Change on the horizon
What is the significance of that figure? It's the amount of property taxes the county will be able to collect from a recently announced wind farm being constructed in western Wayne County over the first 30 years of the project.
On July 13, the Omaha Public Power District (OPPD) announced that, in accord to its commitment to increasing renewable generation, it would begin providing 40 percent of the retail electric sales via renewable energy sources thanks to the new wind energy project in Wayne County.
Named the Sholes Wind Energy Center given its proximity to the village of Sholes, the NextEra Energy Resources facility consists of up to 70 GE turbines which are expected to produce 160 megawatts.
OPPD has agreed to purchase 100 percent of the power generated at the Sholes wind farm over the next 20 years.
Construction on the facility is set to begin in the spring of 2019 and, barring any unforeseen circumstances, would be operational by December of 2019.
"Construction will begin approximately 10 months prior to commercial operations," said project manager Phil Clement. "Since we are planning to be operating in December 2019, we expect construction to begin in March 2019."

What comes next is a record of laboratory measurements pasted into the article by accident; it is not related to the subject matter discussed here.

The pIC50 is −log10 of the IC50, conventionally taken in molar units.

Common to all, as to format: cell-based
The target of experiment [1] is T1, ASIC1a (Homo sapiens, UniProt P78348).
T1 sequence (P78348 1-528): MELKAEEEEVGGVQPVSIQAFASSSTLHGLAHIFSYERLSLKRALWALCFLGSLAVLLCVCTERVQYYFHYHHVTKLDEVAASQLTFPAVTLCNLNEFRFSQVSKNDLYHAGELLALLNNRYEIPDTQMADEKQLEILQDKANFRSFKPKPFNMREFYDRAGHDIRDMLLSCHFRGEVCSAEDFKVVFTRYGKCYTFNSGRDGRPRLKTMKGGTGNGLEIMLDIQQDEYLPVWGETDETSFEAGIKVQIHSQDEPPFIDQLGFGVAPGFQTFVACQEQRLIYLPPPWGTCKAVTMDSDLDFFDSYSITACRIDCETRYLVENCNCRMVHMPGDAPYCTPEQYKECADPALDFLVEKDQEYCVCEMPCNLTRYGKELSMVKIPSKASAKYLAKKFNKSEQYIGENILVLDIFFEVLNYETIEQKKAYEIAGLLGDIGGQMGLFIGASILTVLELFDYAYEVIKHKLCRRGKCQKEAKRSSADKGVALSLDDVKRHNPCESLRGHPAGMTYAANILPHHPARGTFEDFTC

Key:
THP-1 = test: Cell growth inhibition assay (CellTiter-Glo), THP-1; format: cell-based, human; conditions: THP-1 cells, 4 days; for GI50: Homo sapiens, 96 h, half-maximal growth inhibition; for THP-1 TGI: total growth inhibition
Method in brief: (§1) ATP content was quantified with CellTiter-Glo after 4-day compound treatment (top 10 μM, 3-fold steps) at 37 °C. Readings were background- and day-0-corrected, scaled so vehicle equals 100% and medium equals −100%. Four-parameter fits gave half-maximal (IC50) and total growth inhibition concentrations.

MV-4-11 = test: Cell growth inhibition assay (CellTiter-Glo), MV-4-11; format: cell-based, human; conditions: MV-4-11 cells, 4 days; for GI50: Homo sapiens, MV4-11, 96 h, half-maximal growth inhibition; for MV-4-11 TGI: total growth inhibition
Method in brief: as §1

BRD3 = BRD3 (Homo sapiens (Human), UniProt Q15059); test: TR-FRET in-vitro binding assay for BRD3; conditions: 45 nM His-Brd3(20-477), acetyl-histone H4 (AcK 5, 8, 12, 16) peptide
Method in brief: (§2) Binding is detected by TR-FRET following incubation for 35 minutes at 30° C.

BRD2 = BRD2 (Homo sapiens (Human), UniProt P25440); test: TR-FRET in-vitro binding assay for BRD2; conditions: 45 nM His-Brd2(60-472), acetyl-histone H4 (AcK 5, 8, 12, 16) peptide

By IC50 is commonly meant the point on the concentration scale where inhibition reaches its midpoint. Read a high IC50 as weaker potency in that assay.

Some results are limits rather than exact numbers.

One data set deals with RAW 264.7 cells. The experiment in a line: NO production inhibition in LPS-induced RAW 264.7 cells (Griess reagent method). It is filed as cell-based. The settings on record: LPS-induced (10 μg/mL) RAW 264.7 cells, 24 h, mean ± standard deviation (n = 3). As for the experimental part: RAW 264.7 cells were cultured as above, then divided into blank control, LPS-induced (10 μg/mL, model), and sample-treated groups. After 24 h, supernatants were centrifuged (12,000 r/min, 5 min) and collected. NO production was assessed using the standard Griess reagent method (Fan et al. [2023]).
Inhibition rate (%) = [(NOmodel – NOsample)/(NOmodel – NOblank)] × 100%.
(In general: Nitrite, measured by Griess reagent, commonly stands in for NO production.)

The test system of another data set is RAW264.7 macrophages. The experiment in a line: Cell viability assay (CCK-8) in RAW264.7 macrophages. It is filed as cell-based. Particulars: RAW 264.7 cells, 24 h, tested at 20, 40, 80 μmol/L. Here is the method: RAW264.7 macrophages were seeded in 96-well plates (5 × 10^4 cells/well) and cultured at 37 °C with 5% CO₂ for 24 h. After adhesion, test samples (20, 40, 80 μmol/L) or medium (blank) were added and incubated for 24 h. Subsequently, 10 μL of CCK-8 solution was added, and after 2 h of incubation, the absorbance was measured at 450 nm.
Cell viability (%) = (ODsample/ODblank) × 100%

While Wayne County won't see the project's power, it will see the effect of the project in other ways. Considering the estimated number of construction jobs is 200 and there will be roughly 6-10 full time positions created to operate the facility, the ripple effect is in full force in Wayne County.
The Randolph School District will see a benefit from the towers, with a portion of those property taxes going toward their district. It is unknown at this time whether any of those turbines will fall into the Wayne School District.
"It's a great thing, to me, to have in the area," said Wes Blecke, City Administrator. "About 200 construction workers will be in the area and a number of them will stay in hotels in the area or campers and they have to eat and buy groceries. Permanent jobs come with that as well."
Blecke said with his previous position as Economic Development Director, he had seen the project in its beginning stages back in 2012-13.